MLB, for example, had 39.8% players of color while only 13.3% of team general managers/presidents of baseball operations were of color. Similarly, the NFL held 69.4% players of color and 35.6% assistant coaches of color. Yet, only 12.5% head coaches, 12.1% of presidents/CEOs and 6.5% of general managers were of color at the start of the 2020 season.

MLS did a little better with 60.1% of athletes who were players of color compared to 17.4% of presidents/CEOs and 21.4% of general managers were of color. Nonetheless, improvement is critical.

However, college sports is a completely different story. In Division I FBS, 61.6% of football student-athletes and 37.5% assistant football coaches were people of color while only 16.2% of head coaches, 16.9% of athletic directors and 17.7% of presidents/chancellors were people of color. And the progress within college sport has been especially slow.

In 2007-08, 86.5% of conference commissioners in Division I were white. In 2019-20, 86.7% were white. As we head toward March Madness, 22.7% of head basketball coaches were Black in the most recent report card versus 25% in 2006-07.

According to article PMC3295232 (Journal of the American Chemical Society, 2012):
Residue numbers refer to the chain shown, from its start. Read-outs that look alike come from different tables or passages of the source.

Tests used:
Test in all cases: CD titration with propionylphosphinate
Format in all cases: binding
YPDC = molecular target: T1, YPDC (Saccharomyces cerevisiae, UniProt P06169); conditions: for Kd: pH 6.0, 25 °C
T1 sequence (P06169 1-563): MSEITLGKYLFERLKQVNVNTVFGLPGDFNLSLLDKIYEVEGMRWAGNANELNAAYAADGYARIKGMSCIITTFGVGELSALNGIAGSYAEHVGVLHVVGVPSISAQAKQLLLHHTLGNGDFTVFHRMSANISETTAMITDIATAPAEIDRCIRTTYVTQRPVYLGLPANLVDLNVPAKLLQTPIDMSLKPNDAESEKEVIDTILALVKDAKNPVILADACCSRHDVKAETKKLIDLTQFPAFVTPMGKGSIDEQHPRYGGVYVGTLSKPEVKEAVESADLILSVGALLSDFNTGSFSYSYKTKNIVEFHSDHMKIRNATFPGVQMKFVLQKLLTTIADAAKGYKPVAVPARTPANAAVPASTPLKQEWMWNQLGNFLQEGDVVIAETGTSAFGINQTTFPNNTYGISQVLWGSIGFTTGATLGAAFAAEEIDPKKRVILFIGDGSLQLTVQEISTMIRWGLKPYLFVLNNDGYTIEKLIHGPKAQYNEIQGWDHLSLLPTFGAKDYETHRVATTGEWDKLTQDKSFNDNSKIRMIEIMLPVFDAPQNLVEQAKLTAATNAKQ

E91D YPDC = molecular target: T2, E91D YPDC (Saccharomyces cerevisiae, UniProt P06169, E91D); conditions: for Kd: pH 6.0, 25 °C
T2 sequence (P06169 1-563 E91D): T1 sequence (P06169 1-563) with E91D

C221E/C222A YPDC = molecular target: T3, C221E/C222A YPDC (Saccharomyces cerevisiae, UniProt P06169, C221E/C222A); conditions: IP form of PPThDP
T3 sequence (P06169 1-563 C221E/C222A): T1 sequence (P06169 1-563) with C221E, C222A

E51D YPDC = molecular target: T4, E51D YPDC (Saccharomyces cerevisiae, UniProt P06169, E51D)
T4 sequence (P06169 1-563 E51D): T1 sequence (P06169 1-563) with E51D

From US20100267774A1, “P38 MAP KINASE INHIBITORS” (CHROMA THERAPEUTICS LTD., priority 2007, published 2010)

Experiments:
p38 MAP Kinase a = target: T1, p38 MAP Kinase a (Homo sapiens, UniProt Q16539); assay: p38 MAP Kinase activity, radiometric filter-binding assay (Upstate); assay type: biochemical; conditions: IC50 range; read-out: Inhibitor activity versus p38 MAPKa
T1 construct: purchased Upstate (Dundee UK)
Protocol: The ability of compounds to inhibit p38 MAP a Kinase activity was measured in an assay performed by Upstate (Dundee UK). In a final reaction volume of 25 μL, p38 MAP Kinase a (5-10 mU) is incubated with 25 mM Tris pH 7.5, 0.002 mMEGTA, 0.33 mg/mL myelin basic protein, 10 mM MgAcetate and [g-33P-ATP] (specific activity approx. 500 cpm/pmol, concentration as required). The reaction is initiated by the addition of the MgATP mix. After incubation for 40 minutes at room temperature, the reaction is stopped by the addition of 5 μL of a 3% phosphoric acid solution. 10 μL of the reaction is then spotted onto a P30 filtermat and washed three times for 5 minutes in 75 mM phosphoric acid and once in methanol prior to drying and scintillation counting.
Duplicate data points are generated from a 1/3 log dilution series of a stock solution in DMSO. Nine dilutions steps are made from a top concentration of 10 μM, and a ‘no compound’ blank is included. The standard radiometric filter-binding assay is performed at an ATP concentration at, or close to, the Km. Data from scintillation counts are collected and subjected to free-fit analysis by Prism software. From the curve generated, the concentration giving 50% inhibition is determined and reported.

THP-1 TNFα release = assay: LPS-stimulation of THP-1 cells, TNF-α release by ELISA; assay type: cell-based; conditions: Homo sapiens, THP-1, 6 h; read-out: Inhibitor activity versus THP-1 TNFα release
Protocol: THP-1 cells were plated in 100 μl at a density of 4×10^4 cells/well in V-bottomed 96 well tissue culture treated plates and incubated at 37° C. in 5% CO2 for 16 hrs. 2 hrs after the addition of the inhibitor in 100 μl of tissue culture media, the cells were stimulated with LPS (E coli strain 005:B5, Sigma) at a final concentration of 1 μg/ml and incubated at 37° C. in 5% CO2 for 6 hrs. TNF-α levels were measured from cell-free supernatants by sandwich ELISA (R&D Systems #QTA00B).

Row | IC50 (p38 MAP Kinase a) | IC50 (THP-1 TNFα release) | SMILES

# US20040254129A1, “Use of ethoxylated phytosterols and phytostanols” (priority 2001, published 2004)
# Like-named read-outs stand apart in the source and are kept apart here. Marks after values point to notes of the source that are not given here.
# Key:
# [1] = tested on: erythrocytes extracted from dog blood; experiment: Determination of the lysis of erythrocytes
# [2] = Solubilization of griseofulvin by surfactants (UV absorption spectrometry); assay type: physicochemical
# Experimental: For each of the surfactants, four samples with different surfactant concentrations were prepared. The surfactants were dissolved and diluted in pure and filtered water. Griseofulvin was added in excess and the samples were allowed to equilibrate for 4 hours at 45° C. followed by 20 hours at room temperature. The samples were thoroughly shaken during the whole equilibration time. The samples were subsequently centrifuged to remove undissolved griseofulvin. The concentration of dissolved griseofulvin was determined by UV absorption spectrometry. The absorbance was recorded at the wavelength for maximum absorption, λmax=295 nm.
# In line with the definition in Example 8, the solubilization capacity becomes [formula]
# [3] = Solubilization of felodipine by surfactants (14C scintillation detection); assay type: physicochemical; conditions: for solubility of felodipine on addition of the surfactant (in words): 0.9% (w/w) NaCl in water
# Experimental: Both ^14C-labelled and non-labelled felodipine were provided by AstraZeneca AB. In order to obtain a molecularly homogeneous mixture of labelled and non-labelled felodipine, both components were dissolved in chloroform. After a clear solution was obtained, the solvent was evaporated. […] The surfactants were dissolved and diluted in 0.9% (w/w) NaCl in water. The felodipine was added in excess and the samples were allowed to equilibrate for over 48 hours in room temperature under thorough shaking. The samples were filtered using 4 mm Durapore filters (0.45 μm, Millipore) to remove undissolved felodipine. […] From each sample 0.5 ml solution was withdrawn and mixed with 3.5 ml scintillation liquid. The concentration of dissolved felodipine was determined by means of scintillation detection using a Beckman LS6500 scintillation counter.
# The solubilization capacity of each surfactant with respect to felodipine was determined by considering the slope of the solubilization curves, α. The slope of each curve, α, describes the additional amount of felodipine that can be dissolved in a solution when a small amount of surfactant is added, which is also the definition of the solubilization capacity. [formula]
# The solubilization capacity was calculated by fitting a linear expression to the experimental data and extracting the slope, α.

Gender doesn’t fare any better. In fact, women held 39.5% of the head coaching positions for Division I women’s teams in 2010-11. A decade later they only hold 41%. You read that correctly.

Despite these alarming findings, I am growing increasingly optimistic. I believe we are making progress, in no small part because of the work by John Carlos and Tommie Smith, Muhammad Ali, Billie Jean King, Serena Williams, Sue Bird, Renee Montgomery, Colin Kaepernick and so many others who risked everything, for one thing: equality.

I came to this realization just weeks ago on Feb. 15, 2021, when I coordinated a diversity panel for my 21 graduate students within my DeVos Sport Business Management Program at the University of Central Florida (UCF).

This panel featured the following individuals:

• Oris Stuart, executive vice president, chief people & inclusion officer at the NBA

• Jonathan Beane, senior vice president and chief diversity and inclusion officer for the NFL

• Justin Reyes, vice president, diversity, equity & inclusion at MLB

• Derrick Gragg, senior vice president, inclusion, education & community engagement at the NCAA

• Brandon Thompson, vice president, diversity and inclusion at NASCAR

• Jamil Northcutt, vice president of player engagement of MLS

• Brian Blake, senior director, diversity & inclusion at the NHL

Not only was the lineup powerful and poised to showcase the power of sport, but it was unique because most of these individuals, aside from their similar sounding titles and underlying drive to create meaningful change, held one thing in common: They were new to their current roles.